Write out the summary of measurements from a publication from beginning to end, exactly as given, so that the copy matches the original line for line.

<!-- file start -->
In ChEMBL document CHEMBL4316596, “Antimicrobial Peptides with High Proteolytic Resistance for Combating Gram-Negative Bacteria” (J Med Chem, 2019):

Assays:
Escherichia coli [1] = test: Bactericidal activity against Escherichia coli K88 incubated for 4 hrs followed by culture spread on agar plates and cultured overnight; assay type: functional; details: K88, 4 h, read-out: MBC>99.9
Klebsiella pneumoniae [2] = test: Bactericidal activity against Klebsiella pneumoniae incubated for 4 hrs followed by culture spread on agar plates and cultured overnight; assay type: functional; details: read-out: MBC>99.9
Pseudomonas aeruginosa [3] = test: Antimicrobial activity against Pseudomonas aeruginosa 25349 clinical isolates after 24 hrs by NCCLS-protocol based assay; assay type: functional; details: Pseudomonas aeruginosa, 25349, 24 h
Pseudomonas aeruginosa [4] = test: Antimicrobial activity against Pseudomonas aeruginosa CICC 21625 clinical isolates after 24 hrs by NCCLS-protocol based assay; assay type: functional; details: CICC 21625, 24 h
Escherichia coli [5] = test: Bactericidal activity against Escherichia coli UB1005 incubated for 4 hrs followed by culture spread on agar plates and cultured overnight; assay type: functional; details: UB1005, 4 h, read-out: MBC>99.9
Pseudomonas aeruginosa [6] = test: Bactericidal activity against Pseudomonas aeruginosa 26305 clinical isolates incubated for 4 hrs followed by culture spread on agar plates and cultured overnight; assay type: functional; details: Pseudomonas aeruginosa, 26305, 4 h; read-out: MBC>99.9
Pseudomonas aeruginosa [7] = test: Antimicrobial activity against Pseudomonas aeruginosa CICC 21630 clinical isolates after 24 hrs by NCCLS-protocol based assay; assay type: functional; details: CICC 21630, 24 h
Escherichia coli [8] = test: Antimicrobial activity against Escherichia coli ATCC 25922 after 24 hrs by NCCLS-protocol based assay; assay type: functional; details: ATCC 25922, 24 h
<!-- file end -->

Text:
In ChEMBL document CHEMBL4316596, “Antimicrobial Peptides with High Proteolytic Resistance for Combating Gram-Negative Bacteria” (J Med Chem, 2019):

Assays:
Escherichia coli [1] = test: Bactericidal activity against Escherichia coli K88 incubated for 4 hrs followed by culture spread on agar plates and cultured overnight; assay type: functional; details: K88, 4 h, read-out: MBC>99.9
Klebsiella pneumoniae [2] = test: Bactericidal activity against Klebsiella pneumoniae incubated for 4 hrs followed by culture spread on agar plates and cultured overnight; assay type: functional; details: read-out: MBC>99.9
Pseudomonas aeruginosa [3] = test: Antimicrobial activity against Pseudomonas aeruginosa 25349 clinical isolates after 24 hrs by NCCLS-protocol based assay; assay type: functional; details: Pseudomonas aeruginosa, 25349, 24 h
Pseudomonas aeruginosa [4] = test: Antimicrobial activity against Pseudomonas aeruginosa CICC 21625 clinical isolates after 24 hrs by NCCLS-protocol based assay; assay type: functional; details: CICC 21625, 24 h
Escherichia coli [5] = test: Bactericidal activity against Escherichia coli UB1005 incubated for 4 hrs followed by culture spread on agar plates and cultured overnight; assay type: functional; details: UB1005, 4 h, read-out: MBC>99.9
Pseudomonas aeruginosa [6] = test: Bactericidal activity against Pseudomonas aeruginosa 26305 clinical isolates incubated for 4 hrs followed by culture spread on agar plates and cultured overnight; assay type: functional; details: Pseudomonas aeruginosa, 26305, 4 h; read-out: MBC>99.9
Pseudomonas aeruginosa [7] = test: Antimicrobial activity against Pseudomonas aeruginosa CICC 21630 clinical isolates after 24 hrs by NCCLS-protocol based assay; assay type: functional; details: CICC 21630, 24 h
Escherichia coli [8] = test: Antimicrobial activity against Escherichia coli ATCC 25922 after 24 hrs by NCCLS-protocol based assay; assay type: functional; details: ATCC 25922, 24 h